A damaged aircraft sits on the ground after shelling at
Tripoli International Airport. REUTERS/Aimen Elsahli
Fire has destroyed the terminal at Tripoli's main
airport, one day after it was seized by militia fighters from
the Libyan city of Misrata, witnesses say.
Unidentified war planes also attacked targets in the capital,
residents said, the latest stage of the worst fighting in
Libya since the overthrow of Muammar Gaddafi in 2011.
Tripoli residents heard jets followed by explosions at dawn
but more details were not immediately available.
It was unclear who had burned the terminal and supporters of
the rival factions took to social media to accused each
The main building was completely torched, witnesses said. All
planes in front of it were damaged, as well as many houses
and office buildings on airport road.
A militia called Operation Dawn, consisting mainly of
fighters from Misrata, said on Saturday that it had captured
the airport from a rival faction from Zintan in western
However, it was deserted on Sunday with Misrata forces
deployed on the airport road and no sign of Zintani fighters.
In the campaign to overthrow Gaddafi, fighters from Zintan
and Misrata were comrades-in-arms. But they later fell out
and this year have turned parts of Tripoli into a
battlefield, with the weak government unable to control armed
The central government lacks a functioning national army and
relies on militias for public security. While these forces
receive state salaries and wear uniforms, they report in
practice to their own commanders and towns.
Renegade general Khalifa Haftar, who has declared war on
Islamist-leaning militias, claimed responsibility for air
raids on Tripoli on Saturday and last Monday that targetted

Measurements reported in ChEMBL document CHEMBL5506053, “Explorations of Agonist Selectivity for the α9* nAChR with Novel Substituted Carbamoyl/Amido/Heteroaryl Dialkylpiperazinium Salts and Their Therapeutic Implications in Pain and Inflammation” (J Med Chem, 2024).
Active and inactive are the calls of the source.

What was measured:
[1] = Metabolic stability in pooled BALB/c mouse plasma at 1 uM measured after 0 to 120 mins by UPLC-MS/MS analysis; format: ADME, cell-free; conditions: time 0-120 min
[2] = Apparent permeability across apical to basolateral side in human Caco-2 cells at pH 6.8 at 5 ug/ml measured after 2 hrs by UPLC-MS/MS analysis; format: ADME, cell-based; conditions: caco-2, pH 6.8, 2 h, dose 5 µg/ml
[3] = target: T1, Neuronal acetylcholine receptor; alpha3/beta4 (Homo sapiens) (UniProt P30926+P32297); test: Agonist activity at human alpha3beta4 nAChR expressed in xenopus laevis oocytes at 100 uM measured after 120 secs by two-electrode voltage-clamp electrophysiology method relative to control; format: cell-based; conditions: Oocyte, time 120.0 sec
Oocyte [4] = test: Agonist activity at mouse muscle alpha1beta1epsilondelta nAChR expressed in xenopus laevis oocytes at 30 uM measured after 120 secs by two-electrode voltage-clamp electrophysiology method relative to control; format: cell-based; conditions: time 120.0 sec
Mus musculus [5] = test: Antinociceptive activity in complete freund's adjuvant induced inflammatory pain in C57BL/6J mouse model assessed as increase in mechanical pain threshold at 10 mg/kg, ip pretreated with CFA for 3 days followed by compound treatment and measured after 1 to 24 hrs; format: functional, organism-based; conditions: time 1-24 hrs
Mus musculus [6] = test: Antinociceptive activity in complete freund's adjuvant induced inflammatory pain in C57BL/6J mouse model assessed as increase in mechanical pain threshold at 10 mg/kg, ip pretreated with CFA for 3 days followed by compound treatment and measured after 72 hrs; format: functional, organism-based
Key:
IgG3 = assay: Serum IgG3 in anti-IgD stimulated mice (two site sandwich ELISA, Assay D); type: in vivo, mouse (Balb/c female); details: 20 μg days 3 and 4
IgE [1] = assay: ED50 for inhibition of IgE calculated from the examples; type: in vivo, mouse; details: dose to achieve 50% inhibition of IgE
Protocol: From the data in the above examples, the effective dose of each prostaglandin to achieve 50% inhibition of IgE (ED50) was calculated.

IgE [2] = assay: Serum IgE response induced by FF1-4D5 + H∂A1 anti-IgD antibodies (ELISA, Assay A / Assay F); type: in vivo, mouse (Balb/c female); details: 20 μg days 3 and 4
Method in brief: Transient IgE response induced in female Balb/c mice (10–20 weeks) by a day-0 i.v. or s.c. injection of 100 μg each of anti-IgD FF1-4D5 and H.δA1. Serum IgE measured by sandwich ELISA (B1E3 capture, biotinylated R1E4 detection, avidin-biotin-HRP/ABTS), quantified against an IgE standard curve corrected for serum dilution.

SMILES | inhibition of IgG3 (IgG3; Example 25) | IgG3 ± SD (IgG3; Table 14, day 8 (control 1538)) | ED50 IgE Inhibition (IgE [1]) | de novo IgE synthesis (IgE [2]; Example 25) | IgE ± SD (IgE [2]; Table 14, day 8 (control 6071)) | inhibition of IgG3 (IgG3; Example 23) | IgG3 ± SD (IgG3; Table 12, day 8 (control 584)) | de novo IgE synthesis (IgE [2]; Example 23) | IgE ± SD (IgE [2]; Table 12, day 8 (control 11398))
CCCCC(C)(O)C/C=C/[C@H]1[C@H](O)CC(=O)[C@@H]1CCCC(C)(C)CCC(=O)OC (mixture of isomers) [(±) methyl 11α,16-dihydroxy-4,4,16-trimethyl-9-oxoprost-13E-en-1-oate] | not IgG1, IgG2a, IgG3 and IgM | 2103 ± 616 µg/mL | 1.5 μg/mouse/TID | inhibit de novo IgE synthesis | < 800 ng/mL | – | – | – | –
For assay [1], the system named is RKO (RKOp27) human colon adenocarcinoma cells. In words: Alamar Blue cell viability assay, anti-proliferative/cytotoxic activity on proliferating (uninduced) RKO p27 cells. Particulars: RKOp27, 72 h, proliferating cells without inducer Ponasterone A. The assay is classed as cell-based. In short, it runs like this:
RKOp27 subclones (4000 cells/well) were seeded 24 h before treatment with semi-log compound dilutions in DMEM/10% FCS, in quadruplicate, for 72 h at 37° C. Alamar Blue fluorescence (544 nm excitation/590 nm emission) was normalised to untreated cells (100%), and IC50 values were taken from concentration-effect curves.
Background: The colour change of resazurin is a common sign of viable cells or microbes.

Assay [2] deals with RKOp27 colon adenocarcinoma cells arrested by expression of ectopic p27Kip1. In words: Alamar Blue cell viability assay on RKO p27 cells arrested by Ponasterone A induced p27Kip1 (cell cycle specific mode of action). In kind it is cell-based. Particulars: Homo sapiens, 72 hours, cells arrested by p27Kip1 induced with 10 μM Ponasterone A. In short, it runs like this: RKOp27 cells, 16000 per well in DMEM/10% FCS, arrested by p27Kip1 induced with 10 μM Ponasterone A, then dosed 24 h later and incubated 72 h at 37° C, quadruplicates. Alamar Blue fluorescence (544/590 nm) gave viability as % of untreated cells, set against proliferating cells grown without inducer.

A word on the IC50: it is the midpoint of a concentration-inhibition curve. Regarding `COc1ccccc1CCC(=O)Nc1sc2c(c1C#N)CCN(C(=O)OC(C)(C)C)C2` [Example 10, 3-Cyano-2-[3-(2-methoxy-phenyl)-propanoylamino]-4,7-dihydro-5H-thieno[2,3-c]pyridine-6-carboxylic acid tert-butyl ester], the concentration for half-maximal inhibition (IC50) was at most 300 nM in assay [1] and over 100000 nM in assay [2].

Libya now faces the prospect of two competing parliaments.
In a challenge to a parliament elected on June 25, an
Operation Dawn spokesman called for the old General National
Congress, set up after the fall of Gaddafi, to be reinstated.
The Misrata forces have rejected the new House of
Representatives, where liberals and lawmakers campaigning for
a federalist system have made a strong showing.
The parliament has declared Operation Dawn as well as
militant Islamists like the Ansar al-Sharia as "terrorist
Muslim Brotherhood party member Amina al-Mahjoub, a former
national congress member, told Reuters the congress would
reconvene on Monday morning.
"It is not clear if the meeting will be consultative or we
grant legitimacy to the rebels," he said.
The House of Representatives, which has fled to Tobruk in the
east with senior officials to escape the fighting, had asked
Haftar to fight the Operation Dawn forces.
Haftar launched a campaign against Islamists in the eastern
city of Benghazi in May and threw his weight behind the
Misrata forces have blamed the air strikes on Egypt and the
United Arab Emirates, two countries which have cracked down
on Islamists. Libya's government says it does not know who is
behind the attacks. Egypt denies conducting any air strikes
or other military operations in Libya.